On the last day of February, I was attending the annual meeting of the Texas State Historical Association in Austin, Texas. I was thinking about history, not the coronavirus.
Today, I am "sheltering in place" in my home in Baton Rouge and 10,000 Louisianians have been diagnosed with COVID-19. As Bob Wills and the Texas Playboys reminded us during the Great Depression, "Time changes everything."
In the twinkle of an eye, the stock market plummeted more than 11,000 points. Retired Americans lost a substantial amount of their saving, which they probably won't recover. The Federal Reserve Bank of St. Louis predicts an unemployment rate of more than 30 percent in the coming months, higher than during the Great Depression.
In my own extended family, four people have lost their jobs. My niece and her husband worked in New Orleans restaurants, and now they are both out of work. They have two small children.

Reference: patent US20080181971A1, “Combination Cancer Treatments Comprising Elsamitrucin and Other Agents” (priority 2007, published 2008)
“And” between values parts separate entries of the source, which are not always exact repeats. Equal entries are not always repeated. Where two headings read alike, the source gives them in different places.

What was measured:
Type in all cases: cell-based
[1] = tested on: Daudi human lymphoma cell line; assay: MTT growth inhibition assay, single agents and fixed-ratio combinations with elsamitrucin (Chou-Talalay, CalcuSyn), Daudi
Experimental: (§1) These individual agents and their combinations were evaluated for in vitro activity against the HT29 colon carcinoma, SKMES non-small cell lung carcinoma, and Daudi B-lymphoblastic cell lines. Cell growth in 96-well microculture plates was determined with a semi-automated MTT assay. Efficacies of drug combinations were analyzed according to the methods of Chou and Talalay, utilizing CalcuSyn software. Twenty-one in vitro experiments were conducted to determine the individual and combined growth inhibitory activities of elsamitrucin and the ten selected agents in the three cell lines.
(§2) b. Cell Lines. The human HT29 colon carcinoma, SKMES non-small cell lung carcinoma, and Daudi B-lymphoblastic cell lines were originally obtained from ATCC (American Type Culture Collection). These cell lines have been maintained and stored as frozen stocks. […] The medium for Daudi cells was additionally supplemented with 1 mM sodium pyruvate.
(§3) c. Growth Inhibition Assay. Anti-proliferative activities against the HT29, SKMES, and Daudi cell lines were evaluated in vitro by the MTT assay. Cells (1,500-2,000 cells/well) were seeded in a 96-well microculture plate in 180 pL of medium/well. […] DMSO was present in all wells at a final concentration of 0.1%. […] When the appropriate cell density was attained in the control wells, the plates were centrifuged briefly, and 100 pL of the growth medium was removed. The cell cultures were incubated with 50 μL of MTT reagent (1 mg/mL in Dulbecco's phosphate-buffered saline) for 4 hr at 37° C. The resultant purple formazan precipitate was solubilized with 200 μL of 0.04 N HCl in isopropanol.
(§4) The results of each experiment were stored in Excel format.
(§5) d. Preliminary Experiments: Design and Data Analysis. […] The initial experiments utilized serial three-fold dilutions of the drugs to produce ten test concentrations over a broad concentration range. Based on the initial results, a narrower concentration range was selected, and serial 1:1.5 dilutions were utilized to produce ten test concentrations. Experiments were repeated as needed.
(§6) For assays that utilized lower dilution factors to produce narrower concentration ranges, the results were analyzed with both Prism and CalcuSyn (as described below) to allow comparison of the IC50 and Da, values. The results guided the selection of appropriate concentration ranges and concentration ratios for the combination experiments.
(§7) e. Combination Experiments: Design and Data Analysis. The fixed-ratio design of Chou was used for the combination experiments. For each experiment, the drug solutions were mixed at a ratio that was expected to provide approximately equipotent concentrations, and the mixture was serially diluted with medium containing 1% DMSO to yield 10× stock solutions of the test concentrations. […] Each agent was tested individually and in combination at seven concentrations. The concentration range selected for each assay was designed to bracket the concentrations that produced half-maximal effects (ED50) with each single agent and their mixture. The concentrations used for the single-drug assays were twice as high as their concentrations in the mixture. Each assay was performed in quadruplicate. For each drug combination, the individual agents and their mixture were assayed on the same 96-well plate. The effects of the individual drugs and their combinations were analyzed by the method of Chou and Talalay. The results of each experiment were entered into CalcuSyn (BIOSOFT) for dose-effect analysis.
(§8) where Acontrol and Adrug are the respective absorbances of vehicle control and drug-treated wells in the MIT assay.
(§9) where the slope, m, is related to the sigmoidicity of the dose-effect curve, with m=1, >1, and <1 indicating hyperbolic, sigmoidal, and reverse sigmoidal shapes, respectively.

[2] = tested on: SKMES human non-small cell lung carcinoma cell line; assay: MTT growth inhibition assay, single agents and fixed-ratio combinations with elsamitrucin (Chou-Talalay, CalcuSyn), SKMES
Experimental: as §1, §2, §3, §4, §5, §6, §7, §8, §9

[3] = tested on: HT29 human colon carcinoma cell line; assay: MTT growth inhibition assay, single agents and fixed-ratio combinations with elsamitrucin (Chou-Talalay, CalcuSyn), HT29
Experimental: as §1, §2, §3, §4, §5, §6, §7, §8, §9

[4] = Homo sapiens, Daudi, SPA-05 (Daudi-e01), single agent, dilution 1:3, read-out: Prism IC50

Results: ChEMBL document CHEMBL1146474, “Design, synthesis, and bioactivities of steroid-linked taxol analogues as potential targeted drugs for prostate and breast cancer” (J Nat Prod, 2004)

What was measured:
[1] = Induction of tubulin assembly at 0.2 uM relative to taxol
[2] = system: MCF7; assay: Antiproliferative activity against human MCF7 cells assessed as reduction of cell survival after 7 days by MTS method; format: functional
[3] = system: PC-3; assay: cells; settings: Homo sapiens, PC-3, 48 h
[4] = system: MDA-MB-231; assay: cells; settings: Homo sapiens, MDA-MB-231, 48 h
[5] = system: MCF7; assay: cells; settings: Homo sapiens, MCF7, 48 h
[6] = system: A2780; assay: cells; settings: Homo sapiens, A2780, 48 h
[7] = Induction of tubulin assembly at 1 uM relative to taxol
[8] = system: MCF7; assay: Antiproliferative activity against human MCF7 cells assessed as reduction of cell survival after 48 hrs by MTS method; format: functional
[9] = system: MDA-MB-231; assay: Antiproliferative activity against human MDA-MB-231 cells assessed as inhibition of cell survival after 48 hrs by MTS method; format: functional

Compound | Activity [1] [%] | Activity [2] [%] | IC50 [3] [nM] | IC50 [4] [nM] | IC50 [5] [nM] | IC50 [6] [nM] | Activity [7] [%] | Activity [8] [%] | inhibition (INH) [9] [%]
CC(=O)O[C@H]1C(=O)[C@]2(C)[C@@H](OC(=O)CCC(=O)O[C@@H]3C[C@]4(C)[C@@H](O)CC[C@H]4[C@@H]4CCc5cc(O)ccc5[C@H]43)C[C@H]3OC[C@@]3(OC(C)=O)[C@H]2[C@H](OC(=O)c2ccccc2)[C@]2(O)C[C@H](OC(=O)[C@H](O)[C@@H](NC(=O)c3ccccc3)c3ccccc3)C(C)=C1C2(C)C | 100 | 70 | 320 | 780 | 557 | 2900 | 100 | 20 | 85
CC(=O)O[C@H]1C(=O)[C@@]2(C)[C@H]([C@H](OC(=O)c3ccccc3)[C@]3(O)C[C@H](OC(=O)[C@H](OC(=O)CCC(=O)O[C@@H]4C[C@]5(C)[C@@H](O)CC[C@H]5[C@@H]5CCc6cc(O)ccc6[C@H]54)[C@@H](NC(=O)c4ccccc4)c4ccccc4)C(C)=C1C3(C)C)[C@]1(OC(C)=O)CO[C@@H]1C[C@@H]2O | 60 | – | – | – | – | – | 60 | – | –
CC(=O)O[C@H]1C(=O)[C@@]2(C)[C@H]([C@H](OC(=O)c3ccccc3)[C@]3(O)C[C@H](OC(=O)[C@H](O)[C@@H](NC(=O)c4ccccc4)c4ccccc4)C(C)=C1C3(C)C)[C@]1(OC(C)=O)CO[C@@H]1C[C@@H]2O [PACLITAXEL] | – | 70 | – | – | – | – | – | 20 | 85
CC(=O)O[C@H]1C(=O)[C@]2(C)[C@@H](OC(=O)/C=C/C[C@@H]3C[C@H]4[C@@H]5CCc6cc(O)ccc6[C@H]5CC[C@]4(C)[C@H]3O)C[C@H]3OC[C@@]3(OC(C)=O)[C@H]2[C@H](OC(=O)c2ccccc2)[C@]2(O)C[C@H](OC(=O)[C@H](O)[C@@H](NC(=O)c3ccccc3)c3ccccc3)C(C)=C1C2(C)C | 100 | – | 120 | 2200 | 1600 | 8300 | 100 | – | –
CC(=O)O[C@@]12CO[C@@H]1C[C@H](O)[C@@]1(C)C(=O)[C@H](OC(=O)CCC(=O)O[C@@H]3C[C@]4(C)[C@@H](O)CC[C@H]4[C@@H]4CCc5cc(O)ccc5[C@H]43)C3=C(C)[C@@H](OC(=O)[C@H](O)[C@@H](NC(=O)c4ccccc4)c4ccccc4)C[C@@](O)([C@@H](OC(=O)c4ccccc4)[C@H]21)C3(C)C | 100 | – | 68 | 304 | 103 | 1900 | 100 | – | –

Handguns, shotguns, and assault rifles are flying off the shelves, and some stores have run out of ammunition. A gunshop in my city ran a firearms sale recently, and you could pick up a 9 mm semi-automatic for less than $300.
Is it time to start stockpiling canned goods and ammunition? I say not yet.
Americans are confident and self-reliant people. Our medical researchers and researchers in Asia and Europe will come up with a vaccine for coronavirus, and then we will all get vaccinated. I believe we will conquer this virus within a couple of years at the latest.
The economy, however, is another thing entirely. President Trump signed a $2 trillion relief bill intended to head off a Depression. But our government was running a deficit budget even before the pandemic began, and a $2 trillion bailout by itself won't bring my relatives' jobs back.
For a long time now, Americans have been living like "the road goes on forever, and the party never ends." But the party is over. At the governmental level and the personal level, we've borrowed too much money, and we can't pay it back.
We can take out more credit cards and print more money, but our reckoning day is near. When will it be time to start stocking up on canned goods and ammunition? Perhaps when the California and Illinois pension funds collapse. Or when China starts dumping U.S. bonds.
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